The satisfiability of Boolean formulas (Boolean satisfiability problem, or SAT problem) is one of the most well known and studied problems of computer science. It is important for both theoretical and practical reasons: there is a wide range of abstract problems that can be converted into Boolean formulas, and the topic also has a variety of different practical applications. Since the problem is NP-complete, no algorithm is known to date that is able to solve it in polynomial time.
Today’s best algorithms for solving SAT problems, known as CDCL algorithms, are very sophisticated methods, that can often solve problems of enormous size from certain fields of application in a very short time. Nonetheless, some areas of application often produce even larger instances, or problems of completely different nature, with which even these algorithms are not able to cope in reasonable time. Because of this, the further improvement of the performance of SAT solvers is still of great importance, and therefore the issue is addressed by a large number of researchers and professionals worldwide.
One possible approach to reduce runtime is to partition the problem into smaller parts; in the thesis, I examined whether the efficiency of modern SAT solvers can further be improved by using methods based on this idea. Since the runtime of SAT solving algorithms is of exponential nature in the size of the problem, if we can make the formula fall into smaller independent subformulas while solving the problem, then we have reason to hope that deciding the satisfiability of these two subformulas is going to take less time than solving the original formula.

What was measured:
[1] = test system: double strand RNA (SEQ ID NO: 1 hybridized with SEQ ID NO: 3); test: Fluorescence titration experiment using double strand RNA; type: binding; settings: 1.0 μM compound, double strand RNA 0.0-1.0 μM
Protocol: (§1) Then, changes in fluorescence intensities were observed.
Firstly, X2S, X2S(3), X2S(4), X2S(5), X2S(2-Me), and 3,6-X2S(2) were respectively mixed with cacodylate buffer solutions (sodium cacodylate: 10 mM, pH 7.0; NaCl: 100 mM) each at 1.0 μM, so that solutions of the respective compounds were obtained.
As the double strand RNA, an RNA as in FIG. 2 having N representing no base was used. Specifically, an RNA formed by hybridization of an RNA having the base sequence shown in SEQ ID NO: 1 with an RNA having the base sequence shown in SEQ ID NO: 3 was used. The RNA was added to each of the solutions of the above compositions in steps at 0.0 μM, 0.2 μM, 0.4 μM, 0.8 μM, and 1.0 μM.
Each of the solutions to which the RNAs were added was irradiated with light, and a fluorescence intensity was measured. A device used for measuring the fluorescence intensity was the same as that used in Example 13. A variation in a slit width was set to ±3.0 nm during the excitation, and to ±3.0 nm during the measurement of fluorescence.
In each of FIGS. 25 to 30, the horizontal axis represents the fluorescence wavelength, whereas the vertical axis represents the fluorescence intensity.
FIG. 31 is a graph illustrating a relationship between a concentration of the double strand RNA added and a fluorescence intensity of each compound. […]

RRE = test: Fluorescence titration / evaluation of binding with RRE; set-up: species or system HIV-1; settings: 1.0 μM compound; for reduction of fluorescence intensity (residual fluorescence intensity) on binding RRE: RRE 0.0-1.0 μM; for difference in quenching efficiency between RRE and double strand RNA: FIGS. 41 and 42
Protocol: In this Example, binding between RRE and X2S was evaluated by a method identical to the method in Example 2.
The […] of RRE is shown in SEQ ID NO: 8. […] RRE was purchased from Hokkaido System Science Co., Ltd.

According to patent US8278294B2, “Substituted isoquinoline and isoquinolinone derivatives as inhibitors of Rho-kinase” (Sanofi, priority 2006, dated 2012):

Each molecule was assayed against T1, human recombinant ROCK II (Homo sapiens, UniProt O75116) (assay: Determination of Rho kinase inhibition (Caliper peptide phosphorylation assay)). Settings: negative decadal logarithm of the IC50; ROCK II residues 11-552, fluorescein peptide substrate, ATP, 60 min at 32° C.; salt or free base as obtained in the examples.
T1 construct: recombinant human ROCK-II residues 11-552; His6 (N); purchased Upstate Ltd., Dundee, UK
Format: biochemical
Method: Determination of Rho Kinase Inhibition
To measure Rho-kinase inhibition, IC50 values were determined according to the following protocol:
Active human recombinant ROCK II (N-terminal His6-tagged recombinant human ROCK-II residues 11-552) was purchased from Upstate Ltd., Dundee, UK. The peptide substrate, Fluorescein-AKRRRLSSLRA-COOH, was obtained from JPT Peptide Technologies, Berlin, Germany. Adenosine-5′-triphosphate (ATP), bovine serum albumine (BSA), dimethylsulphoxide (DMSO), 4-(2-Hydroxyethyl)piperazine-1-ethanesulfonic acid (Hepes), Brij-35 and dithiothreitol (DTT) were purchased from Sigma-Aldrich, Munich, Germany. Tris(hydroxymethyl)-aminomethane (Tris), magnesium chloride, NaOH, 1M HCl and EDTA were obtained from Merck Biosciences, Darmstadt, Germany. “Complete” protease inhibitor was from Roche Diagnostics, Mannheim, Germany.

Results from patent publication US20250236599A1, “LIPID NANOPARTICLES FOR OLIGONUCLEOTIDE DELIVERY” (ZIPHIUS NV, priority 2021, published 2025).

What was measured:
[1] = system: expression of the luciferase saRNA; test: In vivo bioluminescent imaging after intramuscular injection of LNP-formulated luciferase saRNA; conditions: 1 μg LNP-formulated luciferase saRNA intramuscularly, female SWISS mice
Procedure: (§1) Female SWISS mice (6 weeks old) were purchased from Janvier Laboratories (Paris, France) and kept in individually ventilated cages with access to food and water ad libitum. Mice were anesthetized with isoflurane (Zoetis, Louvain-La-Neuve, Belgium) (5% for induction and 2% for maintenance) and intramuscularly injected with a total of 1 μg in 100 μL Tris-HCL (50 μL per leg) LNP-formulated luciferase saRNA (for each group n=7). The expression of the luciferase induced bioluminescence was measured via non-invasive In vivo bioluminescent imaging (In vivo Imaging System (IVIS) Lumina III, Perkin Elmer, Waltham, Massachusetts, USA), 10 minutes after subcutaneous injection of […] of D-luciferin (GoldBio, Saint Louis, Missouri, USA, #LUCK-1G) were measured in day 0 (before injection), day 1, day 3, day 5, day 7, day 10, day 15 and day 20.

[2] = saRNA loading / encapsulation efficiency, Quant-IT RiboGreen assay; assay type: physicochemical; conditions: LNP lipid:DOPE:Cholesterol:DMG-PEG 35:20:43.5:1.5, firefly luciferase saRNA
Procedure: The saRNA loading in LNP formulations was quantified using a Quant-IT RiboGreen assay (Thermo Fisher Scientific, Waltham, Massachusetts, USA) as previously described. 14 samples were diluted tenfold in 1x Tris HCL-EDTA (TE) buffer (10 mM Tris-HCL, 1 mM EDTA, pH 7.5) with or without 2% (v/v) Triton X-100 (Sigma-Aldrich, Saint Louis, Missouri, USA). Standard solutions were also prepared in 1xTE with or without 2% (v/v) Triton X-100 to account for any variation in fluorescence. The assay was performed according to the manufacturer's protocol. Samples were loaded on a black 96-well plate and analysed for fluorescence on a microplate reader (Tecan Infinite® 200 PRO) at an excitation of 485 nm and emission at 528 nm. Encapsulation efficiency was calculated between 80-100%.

In this study, I designed and implemented a SAT solving CDCL algorithm, which includes the most important features and techniques of such algorithms, involving clause learning, conflict-driven backjumping, restarts and the VSIDS heuristic. I also implemented different versions of the Fiduccia-Mattheyses heuristic for partitioning hypergraphs, and designed further improvements to the algorithm for hypergraphs on which the heuristic yields weaker results. I also devised different strategies to use the partitioning found with these methods in the process of solving the problem, in order to make the problem fall into disjoint subproblems that can be solved by the algorithm independently from each other.
The runtimes of the original algorithm and the versions using different partitioning methods have been compared on various different classes of SAT problems, containing both instances from applications in engineering and randomly generated ones. The empiric study has shown that for some groups of problems, one of the partitioning-based methods was more effective than the original algorithm. I have found that the variant using the method called dual partitioning is faster than the original version when solving difficult problems that contain a smaller number of clauses. I also found that for certain problems of larger size from practical fields of use, the variant based on the method named model generation is significantly more efficient than the initial algorithm. These results point out that applying strategies that partition the formula can often result in smaller runtimes in the case of SAT problems of certain size or type, and therefore may be beneficial to use in today’s leading SAT solvers.